Depression RecessionWorld Economic Collapse affects everyone, even porn stars. Says ex-porn star Penny Flame,“The funny thing about the industry, right now . . is that NOBODY IS WORKING. . .” In a classic description of how malinvestment in a boom leads to tumbleweed in the bust, she continues, “Too many people shot too much content. That’s why none of the girls are working [now]. . . But in the end, everybody getting excited and over shooting has over-saturated the market, and now there is all this porn with no home, not enough people to buy it, not enough horny men and women to watch it….” It’s not lack of demand, it’s too much malinvestment, baby.
- How do you make a reduced amount of money go around in a Depression? Well, one thing you don’t do is raise wages. Australian Mark Wooden is the latest to make that case: Minimum-wage freeze will keep people in jobs.
- Oh, what do you think has been the nest performing asset class over the last decade? No, guess again. It starts with a ‘g.’ See below, and the same thing here for American assets.
It’s the “decade of gold.” “How come so few people have noticed...?" wonders Adrian Ash. Read When Gold Ruled The Earth.
- And I can’t resist pointing out how well the Iraqi dinar has been doing. From nearly 2,000 to the US dollar immediately post-Saddam, it now sits at 1158 to the dollar. That’s not a bad return over just a few years since I first wrote about it.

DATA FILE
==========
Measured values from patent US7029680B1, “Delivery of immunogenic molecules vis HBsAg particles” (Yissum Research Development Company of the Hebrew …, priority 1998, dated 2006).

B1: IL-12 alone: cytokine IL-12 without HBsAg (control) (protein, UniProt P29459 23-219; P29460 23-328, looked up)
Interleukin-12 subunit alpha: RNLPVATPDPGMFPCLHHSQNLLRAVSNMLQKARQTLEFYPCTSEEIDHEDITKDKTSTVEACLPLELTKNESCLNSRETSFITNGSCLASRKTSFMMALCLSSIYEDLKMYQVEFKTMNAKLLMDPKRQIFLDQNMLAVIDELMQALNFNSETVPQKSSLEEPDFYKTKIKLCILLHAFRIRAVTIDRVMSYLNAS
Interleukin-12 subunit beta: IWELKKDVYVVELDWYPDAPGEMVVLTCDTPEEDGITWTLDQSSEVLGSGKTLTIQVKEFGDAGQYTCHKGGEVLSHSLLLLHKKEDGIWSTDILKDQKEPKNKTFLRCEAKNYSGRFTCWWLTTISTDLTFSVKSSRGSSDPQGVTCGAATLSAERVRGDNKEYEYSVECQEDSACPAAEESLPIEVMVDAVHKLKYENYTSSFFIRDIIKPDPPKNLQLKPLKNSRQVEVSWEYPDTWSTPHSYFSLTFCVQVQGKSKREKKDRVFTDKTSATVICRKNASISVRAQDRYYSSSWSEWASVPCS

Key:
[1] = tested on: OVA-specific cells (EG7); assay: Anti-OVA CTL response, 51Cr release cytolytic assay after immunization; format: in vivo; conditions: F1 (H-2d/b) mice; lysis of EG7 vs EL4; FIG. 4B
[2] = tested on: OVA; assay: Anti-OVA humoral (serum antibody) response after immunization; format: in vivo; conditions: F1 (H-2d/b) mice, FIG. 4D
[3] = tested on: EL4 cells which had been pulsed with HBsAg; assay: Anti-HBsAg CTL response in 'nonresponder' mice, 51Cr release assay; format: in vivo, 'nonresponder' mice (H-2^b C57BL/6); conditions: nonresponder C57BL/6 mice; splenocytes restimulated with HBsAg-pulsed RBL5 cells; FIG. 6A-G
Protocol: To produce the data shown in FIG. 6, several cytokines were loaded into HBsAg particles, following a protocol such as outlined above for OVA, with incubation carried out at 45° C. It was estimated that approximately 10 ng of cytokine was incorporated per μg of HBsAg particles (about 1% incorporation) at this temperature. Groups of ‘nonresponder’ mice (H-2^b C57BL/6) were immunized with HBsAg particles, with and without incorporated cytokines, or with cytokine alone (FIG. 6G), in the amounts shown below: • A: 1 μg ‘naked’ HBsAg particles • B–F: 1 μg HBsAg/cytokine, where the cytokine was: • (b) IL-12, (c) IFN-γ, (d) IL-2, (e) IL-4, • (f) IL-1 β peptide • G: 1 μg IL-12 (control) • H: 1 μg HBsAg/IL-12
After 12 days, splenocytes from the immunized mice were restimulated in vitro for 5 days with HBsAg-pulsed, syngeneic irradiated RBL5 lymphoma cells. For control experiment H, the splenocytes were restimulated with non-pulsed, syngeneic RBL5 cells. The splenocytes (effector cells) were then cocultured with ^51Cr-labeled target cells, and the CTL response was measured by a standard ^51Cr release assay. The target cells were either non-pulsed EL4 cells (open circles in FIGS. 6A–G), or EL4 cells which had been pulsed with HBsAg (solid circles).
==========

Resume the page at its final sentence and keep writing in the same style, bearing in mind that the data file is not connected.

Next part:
- Meanwhile, Matt & Madeleine explain how to be a famous blogger. It’s childishly simple:
- And when better to gab about God than after linking to M&M. Danyl at Dim Post looks at nudity, new clothes, and why there isn’t turtles all the way down – and ridiculous reviews of The New Atheists. Scratch your atheistic itch at Gabbin’ about God redux.
- Why do politicians break their promises? asks Brian Caplan. Might as well ask why cats lick their arse. Same answer: Because they can.
- Vital Signs has more on Militant Islam Moves to Dominate Pakistan's Prosperous Swat Valley. Worrying.
- And the Cato blog has more on the destructiveness of using the reputation of good banks to prop up the failed positions of bad banks. See Bank ‘Stress Tests’ Need Transparency. Urgently.
- Yaron Brook reckons there’s an Ayn Rand Renaissance going on.
- Even long-time arch-enemy National Review is starting to come around, as Samizdata notes. Slightly. Read Objectivist Philosophy for Fun and Profit, (Subtitle: “How a banker avoided ruin by cleaving to Ayn Rand’s system of ethics.”)
- It’s all part of the The Irrelevancy of Conservatism, says Edward Cline, who explains why conservatives still need to attack Rand, even when they purport to support her.